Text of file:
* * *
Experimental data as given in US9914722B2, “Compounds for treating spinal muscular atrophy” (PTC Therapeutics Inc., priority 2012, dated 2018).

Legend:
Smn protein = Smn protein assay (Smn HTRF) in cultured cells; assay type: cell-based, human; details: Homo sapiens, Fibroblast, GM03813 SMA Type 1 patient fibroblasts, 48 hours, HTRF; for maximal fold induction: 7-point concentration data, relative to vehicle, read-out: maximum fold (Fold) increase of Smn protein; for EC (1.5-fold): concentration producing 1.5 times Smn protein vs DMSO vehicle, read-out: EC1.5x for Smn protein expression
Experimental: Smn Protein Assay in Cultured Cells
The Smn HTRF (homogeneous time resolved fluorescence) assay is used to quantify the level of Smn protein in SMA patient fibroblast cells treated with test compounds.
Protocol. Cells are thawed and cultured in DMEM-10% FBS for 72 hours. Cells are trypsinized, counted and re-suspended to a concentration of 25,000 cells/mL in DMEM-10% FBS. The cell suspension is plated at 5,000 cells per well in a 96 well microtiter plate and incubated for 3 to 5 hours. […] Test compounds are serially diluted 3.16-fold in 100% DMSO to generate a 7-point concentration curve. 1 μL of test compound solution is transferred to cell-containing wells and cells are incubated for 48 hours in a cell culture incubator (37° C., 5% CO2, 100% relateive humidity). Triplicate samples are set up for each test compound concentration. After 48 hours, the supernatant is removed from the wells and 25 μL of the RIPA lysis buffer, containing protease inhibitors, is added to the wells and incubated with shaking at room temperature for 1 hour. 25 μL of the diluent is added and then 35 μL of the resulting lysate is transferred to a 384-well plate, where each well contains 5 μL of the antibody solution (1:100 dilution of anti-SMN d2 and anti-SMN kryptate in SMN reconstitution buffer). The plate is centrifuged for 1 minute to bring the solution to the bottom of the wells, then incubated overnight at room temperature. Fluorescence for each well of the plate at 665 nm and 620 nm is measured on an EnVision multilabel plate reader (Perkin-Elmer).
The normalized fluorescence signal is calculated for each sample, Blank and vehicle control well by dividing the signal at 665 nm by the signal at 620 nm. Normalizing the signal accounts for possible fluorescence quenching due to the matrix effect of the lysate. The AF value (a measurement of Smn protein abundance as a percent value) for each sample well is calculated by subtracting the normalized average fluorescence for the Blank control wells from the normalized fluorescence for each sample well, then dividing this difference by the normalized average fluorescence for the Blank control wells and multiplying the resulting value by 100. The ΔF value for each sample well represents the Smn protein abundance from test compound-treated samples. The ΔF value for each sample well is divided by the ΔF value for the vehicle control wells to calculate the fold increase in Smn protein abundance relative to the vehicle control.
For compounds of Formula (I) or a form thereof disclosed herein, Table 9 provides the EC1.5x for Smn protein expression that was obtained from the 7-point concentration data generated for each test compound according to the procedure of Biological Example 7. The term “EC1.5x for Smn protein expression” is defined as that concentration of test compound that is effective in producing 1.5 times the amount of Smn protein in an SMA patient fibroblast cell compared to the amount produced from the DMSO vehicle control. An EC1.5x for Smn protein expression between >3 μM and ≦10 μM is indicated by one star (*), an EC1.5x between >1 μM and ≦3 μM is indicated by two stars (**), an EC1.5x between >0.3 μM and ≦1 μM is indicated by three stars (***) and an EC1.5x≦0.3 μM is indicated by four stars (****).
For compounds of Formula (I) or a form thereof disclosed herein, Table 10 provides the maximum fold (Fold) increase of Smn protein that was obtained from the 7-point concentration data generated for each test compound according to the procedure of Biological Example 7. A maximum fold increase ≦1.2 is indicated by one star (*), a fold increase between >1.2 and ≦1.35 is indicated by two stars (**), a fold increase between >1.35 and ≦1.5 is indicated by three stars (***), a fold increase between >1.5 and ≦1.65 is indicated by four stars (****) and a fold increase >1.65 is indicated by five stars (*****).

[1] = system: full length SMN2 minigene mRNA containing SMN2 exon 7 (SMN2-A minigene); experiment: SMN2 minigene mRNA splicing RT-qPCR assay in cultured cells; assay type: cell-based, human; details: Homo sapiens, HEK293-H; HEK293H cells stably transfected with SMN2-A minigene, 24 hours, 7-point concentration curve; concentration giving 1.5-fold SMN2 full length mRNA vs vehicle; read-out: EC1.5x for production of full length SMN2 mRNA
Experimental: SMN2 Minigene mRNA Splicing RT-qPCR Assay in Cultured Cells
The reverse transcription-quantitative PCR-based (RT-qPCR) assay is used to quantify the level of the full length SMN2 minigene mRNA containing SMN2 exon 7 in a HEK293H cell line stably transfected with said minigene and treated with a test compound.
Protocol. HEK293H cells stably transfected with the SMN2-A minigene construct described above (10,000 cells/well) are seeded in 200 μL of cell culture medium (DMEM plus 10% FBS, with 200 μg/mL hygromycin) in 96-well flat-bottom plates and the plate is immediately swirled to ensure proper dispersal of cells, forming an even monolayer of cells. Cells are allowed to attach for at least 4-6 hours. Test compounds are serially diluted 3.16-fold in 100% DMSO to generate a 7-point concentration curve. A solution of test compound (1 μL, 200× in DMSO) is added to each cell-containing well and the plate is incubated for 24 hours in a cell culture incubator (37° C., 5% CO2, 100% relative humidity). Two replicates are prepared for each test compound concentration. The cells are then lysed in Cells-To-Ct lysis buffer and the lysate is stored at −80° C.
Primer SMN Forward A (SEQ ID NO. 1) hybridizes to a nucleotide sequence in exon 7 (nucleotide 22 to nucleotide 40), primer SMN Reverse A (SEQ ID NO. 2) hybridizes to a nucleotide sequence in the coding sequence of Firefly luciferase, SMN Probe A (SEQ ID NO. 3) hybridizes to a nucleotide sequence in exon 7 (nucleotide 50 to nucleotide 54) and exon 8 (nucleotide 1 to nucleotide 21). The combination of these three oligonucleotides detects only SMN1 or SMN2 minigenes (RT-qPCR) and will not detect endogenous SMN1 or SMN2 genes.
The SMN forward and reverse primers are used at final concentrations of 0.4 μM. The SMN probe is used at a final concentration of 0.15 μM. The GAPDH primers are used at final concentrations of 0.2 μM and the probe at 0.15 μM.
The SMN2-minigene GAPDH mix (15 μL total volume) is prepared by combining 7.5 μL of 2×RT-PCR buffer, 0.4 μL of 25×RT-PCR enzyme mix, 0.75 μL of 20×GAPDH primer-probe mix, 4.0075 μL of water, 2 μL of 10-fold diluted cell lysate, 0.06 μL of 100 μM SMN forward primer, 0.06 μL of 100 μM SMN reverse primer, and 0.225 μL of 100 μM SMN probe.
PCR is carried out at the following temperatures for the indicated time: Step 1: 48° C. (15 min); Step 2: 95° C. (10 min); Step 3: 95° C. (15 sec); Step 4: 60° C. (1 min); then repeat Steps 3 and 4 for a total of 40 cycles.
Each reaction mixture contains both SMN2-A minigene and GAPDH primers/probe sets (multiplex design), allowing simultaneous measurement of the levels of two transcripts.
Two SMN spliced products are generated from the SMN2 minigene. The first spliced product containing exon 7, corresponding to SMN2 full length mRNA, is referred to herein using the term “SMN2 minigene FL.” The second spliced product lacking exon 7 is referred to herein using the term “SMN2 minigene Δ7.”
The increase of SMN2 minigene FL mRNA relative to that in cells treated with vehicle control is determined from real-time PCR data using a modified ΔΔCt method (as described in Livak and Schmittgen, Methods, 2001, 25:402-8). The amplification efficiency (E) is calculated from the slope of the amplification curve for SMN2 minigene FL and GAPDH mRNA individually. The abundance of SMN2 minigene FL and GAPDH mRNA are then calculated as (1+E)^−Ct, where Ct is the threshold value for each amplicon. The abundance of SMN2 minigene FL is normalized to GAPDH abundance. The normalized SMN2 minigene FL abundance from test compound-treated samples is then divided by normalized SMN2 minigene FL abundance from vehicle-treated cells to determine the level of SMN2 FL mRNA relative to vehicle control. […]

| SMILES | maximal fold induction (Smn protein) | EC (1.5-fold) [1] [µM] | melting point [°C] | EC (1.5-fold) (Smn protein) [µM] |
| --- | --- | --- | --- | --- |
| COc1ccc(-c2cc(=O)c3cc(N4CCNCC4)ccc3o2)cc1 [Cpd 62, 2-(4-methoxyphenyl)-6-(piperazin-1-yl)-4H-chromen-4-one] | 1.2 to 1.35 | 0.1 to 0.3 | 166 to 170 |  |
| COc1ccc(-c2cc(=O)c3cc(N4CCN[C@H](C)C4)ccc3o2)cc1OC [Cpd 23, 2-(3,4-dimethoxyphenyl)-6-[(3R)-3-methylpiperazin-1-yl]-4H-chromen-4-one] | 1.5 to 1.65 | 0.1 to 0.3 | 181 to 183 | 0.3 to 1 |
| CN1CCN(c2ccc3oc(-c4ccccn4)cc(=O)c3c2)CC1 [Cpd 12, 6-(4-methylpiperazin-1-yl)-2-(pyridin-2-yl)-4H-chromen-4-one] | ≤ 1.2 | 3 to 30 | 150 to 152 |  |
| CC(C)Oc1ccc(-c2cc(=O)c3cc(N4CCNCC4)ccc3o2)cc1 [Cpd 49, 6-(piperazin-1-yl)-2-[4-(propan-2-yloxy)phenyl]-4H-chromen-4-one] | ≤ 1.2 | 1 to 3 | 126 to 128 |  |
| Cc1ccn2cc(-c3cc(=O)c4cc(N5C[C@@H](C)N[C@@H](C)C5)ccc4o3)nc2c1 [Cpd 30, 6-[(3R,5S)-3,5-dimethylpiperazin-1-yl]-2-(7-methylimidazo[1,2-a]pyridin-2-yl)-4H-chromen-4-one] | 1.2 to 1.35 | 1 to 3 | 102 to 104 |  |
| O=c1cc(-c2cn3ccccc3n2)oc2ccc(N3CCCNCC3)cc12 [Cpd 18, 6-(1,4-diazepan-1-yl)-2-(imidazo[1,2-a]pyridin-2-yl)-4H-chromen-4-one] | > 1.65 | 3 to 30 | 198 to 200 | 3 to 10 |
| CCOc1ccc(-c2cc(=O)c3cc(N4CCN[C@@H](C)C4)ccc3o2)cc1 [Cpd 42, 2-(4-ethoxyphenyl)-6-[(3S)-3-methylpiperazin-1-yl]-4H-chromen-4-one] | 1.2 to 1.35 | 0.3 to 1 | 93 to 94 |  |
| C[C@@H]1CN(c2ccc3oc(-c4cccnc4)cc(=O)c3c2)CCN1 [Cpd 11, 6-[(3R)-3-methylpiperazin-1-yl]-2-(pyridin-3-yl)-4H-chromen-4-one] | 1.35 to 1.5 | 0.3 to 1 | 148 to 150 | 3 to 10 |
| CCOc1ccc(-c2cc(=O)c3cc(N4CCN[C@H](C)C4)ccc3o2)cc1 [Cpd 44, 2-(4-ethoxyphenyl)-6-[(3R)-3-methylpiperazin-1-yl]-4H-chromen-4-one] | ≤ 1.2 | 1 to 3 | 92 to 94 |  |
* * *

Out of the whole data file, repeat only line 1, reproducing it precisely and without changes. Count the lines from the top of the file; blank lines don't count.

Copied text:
Experimental data as given in US9914722B2, “Compounds for treating spinal muscular atrophy” (PTC Therapeutics Inc., priority 2012, dated 2018).